LGBTQ-themed Lilac Library to open in Rochester
As Rochester's Out Alliance re-emerges after being closed since the start of the pandemic, it has a new primary focus — the Lilac Library, which is believed to be the largest statewide collection of LGBTQ books, DVDs, magazines and more.
Though the Alliance has had ownership of the books and media for years, the growing collection had previously taken a backseat to the organization’s advocacy efforts. That is now changing.
More than 10,000 books and other media are part of a collection that make up the reimagined library, which opens to the public on April 2. It is this collection that will take center stage as the nonprofit re-emerges after three years of being on hiatus.
Gerry Szymanski, the librarian for the 50-year-old Out Alliance — originally a spinoff of Rochester’s branch of the Gay Liberation Front — has been spearheading the project and is particularly excited about the rare books in the collection.
Pointing to the inside flap of a fragile-looking copy of The Lesbian in Literature: A Bibliography, Second Edition, he says, ““As you can see here, it says, ‘the Rochester Gay Liberation Front Library,’ and the Gay Liberation was founded in 1971.”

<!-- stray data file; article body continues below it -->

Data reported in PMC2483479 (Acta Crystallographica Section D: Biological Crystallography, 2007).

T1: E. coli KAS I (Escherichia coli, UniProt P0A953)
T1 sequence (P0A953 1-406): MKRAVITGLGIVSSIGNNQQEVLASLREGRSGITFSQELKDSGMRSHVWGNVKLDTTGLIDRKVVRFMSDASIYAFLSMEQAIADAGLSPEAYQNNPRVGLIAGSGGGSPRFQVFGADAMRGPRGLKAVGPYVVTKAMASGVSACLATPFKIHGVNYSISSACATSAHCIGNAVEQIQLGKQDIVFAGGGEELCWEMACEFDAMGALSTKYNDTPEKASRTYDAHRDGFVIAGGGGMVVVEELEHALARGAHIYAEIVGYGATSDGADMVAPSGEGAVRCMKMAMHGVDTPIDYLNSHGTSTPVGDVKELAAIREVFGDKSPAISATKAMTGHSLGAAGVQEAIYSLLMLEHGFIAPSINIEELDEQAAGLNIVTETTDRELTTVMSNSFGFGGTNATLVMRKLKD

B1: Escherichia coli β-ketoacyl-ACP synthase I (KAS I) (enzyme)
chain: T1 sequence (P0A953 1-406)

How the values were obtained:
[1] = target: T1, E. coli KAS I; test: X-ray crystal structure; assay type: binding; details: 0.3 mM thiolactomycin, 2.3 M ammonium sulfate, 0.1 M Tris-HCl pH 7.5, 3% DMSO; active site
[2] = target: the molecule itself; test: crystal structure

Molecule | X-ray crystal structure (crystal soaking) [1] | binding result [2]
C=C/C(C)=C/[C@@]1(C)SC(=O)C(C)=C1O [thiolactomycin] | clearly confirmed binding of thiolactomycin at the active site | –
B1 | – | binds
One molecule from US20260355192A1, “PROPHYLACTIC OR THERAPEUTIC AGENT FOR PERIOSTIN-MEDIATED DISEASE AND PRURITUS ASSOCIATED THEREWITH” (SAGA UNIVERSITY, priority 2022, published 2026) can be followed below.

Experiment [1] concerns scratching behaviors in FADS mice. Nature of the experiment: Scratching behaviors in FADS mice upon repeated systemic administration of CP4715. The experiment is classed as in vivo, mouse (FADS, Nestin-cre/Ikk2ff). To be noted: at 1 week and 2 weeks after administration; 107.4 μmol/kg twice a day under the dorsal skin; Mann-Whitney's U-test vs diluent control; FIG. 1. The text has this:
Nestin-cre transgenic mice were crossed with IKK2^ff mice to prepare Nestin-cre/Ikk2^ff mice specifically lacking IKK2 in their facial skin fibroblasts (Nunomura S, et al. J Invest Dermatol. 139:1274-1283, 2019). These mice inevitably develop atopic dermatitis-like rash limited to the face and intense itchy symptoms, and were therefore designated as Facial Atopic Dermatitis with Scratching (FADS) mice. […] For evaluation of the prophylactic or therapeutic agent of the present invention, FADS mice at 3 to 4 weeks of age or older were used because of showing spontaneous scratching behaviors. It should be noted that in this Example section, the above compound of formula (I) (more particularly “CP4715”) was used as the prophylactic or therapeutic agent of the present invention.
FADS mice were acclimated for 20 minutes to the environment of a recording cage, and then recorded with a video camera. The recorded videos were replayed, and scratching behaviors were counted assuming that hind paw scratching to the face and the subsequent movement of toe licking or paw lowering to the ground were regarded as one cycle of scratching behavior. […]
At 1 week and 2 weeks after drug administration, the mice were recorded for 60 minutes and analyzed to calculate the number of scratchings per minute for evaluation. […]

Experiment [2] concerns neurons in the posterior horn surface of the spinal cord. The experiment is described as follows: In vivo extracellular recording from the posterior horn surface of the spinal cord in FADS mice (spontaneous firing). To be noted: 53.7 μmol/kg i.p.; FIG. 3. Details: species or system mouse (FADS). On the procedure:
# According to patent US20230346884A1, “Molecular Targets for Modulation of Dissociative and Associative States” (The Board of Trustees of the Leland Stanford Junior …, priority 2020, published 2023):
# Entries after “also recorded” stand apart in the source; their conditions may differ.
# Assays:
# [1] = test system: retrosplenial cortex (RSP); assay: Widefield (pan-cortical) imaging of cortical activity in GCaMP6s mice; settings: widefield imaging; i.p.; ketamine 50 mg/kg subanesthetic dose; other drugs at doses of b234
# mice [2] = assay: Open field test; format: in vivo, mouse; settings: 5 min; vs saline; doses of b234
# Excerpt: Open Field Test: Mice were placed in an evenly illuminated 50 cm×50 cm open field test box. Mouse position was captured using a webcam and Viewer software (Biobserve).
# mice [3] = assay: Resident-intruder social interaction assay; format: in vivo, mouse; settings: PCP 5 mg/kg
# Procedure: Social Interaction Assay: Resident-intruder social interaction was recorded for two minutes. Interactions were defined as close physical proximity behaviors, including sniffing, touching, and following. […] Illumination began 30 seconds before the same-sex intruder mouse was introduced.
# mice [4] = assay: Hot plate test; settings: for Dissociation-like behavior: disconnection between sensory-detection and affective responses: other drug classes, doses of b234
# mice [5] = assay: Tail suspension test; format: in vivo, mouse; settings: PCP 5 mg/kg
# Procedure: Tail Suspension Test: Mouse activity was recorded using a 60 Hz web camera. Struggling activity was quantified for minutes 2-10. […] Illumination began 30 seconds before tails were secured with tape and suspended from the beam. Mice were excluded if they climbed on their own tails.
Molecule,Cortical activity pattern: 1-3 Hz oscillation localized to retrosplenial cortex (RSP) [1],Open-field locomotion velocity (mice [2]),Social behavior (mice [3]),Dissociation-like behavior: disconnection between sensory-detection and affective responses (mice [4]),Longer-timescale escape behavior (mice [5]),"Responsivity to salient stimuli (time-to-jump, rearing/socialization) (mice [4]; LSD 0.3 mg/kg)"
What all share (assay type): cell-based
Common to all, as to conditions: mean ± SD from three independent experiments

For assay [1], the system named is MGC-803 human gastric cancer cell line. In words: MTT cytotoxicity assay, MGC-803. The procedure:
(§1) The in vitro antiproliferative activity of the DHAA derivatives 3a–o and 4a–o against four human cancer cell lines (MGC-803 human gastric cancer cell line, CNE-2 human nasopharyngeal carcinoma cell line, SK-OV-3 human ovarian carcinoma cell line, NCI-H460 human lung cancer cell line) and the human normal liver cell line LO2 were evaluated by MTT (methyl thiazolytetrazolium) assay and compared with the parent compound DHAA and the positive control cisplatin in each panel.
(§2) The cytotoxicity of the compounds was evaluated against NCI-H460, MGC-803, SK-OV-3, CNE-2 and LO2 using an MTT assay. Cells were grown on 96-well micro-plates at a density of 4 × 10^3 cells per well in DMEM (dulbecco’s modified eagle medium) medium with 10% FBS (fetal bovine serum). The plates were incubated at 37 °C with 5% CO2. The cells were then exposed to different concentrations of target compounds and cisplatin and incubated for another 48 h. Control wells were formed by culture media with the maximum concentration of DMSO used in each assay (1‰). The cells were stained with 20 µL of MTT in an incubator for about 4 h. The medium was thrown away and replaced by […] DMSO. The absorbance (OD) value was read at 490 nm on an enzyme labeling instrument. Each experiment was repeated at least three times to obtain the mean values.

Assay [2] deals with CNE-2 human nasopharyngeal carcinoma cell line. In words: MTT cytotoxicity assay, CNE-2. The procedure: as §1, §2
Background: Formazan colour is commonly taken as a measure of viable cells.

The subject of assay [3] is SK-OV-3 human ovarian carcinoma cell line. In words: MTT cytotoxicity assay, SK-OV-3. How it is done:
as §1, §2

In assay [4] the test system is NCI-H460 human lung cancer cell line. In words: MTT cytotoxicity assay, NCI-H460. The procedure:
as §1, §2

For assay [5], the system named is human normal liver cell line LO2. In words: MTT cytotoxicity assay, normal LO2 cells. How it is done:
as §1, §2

Szymanski is a longtime volunteer for the Alliance, which is now emerging from a somewhat tumultuous recent history. But he and the other board members have high hopes for what the library could do for the LGBTQ community in Rochester and beyond — not to mention for the Alliance itself, especially as it tries to find its footing again.
Queer history is a great passion of Szymanski’s, and he wants the Lilac Library to help ignite that in others, too.
“These are probably the rarest books that we have,” he continues, walking to a deeper section of the library. “They were published by Magnus Hirschfeld, who had a sex study laboratory in Berlin, and it was destroyed by the Nazis. And these two books were printed in the late 1930s, or maybe even early 1930s, actually.”
New board member Maureen Connell hopes the library becomes a safe space for anyone in the community who needs it. She says it’s important to have queer people widely represented.
“I wanna be at the table where other people are at the table,” she says. “You don't normally see a Mexican immigrant bisexual at a lot of your tables.”
Andrew Moran, the organization’s newly appointed executive director, says he’s committed to full transparency for this new iteration. He compares the rebuilding of the Alliance to walking through the remnants of a fire.
“Yes, there was a lot of everything burnt down, but there's still a lot of good lumber that we can use to build something new on the same foundation,” he says. “It may serve different purposes, but we have some lumber — why trash it? We can use that lumber to build something new.”
Moran, Connell, Szymanski, and the rest of the Out Alliance board are putting together the final touches for the library’s opening. It is something Szymanski says can’t happen soon enough.
“With how many places are dealing with censorship and with oppression and suppression of LGBT materials, we're proud to have them on our shelves and proud to circulate them to people,” he says.
The Alliance is seeking volunteers to help with the library, which is located at 50 Prince St. (entrance on College Avenue). Go to the Out Alliance’s Facebook page for more information.